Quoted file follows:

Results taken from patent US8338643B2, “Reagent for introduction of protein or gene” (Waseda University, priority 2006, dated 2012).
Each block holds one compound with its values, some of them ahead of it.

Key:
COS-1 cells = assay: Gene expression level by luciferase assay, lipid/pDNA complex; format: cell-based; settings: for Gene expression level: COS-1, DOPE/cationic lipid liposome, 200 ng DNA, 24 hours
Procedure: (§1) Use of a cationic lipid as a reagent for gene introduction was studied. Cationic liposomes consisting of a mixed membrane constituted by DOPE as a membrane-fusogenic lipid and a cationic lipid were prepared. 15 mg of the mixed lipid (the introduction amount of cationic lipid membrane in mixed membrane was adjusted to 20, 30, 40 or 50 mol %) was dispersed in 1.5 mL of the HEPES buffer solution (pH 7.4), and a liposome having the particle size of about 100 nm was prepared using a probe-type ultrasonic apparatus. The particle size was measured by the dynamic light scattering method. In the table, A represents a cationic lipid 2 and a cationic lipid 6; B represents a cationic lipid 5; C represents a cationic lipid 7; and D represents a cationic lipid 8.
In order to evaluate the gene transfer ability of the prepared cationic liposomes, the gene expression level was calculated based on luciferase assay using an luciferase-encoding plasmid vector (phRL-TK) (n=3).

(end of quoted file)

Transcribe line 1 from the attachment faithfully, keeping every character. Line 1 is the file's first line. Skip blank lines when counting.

Results taken from patent US8338643B2, “Reagent for introduction of protein or gene” (Waseda University, priority 2006, dated 2012).